So this is the source of the conflict—the persistent Palestinian refusal to recognize the Jewish state in any boundary, this persistent rejection. That's the reason we don't have peace. Now, that has to change. I want it to change. Not only have I not abandoned these two prerequisites of peace, [but] they've become even more important because of the rising tide of fanaticism that has swept the Middle East and has also, unfortunately, infected Palestinian society.
So I want this to change. I want those two prerequisites of peace—substance, not labels—I want them reinstated. But if anyone believes that I, as prime minister of Israel, responsible for the security of my country, would blindly walk into a Palestinian terrorist state that seeks the destruction of my country, they're gravely mistaken.
The two prerequisites of peace—recognition of the Jewish State, and Israel's security needs west of the Jordan—they remain pertinent. We have to look for new ways, new ideas on how to reinstate them and how to move peace forward. And I believe that the great opportunity for peace comes from a regional approach from involving our newfound Arab partners in the pursuit of a broader peace and peace with the Palestinians.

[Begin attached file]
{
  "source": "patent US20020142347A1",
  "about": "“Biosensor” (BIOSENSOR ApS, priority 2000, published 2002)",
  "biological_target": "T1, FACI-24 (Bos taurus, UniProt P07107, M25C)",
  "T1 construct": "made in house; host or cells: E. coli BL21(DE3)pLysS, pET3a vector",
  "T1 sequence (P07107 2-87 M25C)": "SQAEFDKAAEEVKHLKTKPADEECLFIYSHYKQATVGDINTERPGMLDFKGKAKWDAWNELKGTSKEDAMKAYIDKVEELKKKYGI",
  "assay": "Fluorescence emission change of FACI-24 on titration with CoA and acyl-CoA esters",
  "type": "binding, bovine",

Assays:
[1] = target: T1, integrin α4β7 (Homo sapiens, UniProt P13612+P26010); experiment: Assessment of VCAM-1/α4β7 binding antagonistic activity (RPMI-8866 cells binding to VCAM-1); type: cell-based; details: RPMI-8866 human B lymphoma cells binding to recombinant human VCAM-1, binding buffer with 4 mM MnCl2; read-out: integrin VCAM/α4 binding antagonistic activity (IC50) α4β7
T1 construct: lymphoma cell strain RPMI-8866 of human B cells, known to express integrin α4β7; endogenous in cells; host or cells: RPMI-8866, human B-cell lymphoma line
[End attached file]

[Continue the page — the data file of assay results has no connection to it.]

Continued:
Both men pledged to work on the issue during the press conference. They addressed additional questions about settlements, peace negotiations and the alleged rise of anti-Semitic attacks in the U.S. since the president's election.
The final point elicited a pointed final comment from Netanyahu:
I've known President Trump for many years, and to allude to him, or to his people—his team, some of whom I've known for many years, too. Can I reveal, Jared, how long we've known you? Well, he was never small. He was always big. He was always tall.
But I've known the president and I've known his family and his team for a long time, and there is no greater supporter of the Jewish people and the Jewish state than President Donald Trump. I think we should put that to rest.